Given time constraints, I try to provide a talk about both theory and praxis--a novel view of sustainability and the way out of environmental degradation via green constitutional engineering. This novel view of green constitutional engineering means formally removing politicized consumptive infrastructures and unrepresentative elite clientelism in materials and their gatekeeping against other already available choices as the main cause of environmental degradation. Removing their gatekeeping formally may be the best solution toward sustainability that everyone could agree upon, from their different more bioregional areas that would have interest in maintaining more local optimums of life and materials destroyed by external political pressures.
Sorry for the speed of the presentation, though I think the audio is fine if you turn everything up. If you like, the paper upon which the talk is based is here.
A Novel Dance of Theory and Praxis...
Praxis means a practice based upon a theory, i.e., in this case 'how do we get to sustainability and by what methods.' The methods people choose to solve environmental degradation are affected by a variety of choices of theoretical orientation whether people analyze that theory always in the back of their minds or otherwise.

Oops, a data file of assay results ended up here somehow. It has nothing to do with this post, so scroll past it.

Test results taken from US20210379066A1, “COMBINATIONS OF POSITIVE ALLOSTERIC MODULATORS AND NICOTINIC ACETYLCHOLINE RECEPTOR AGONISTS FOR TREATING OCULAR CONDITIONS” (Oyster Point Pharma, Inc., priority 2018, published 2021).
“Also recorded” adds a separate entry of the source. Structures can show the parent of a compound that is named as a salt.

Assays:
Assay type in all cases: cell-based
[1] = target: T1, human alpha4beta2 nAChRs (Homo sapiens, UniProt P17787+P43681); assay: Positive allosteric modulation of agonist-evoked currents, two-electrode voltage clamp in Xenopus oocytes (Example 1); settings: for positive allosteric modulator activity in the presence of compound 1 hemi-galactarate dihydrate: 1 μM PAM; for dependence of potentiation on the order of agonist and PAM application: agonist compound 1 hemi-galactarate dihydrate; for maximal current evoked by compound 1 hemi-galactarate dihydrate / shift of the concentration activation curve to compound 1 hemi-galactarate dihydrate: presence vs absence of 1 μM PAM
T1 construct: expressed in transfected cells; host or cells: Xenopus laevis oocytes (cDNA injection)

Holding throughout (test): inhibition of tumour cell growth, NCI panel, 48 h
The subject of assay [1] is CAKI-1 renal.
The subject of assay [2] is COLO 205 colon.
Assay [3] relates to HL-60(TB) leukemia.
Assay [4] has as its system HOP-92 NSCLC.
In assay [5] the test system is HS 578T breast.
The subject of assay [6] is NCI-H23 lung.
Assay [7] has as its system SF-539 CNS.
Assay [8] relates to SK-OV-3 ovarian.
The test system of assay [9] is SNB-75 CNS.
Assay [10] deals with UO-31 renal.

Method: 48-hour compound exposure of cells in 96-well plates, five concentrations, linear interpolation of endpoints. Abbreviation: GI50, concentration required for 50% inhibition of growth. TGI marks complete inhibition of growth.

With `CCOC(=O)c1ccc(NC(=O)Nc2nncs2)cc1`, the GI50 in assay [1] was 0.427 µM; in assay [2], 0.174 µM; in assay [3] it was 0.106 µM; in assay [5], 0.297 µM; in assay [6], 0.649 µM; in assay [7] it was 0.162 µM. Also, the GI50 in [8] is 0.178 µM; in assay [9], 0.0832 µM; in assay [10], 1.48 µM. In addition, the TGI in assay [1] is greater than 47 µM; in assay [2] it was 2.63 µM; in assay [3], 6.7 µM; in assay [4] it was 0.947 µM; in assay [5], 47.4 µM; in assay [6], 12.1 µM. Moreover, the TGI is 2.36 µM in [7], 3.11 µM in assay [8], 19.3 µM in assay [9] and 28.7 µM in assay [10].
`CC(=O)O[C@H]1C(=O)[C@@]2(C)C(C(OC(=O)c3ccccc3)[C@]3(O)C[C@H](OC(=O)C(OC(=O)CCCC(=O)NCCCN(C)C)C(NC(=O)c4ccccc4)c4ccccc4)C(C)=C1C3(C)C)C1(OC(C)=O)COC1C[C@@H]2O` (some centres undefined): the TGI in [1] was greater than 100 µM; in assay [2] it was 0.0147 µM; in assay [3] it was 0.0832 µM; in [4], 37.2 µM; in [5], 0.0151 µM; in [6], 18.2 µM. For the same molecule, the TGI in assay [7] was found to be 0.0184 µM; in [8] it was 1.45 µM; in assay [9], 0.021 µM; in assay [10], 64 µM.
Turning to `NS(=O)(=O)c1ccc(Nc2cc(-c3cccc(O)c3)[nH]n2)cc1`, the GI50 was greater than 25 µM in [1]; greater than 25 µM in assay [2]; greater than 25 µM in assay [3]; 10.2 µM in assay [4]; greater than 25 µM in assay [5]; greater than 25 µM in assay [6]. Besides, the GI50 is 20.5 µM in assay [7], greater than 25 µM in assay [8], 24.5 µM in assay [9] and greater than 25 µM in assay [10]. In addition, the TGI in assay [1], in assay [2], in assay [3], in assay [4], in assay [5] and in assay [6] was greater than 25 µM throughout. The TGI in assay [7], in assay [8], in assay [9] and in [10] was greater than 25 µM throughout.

For me to have a different praxis for sustainability means to have a different theoretical view of what is creating environmental degradation. In this case, this novel theory was based on research coming from many others and myself following environmental degradation for long historical durations across different societies in the past and the present and looking for differences and commonalities instead of artificially limiting discussion to the past 100 years. I believe that this is a sounder basis to build any praxis for sustainability, to be aware of the many difficulties of sustainability and environmental durability in the past and what was causing destruction of societies in the past over time.
To cut to the chase, key to solving environmental degradation is solving political corruption and making corrupt state politics more representative via formal changes first and via independent, non-governmental watershed based institutions that can be started now, first.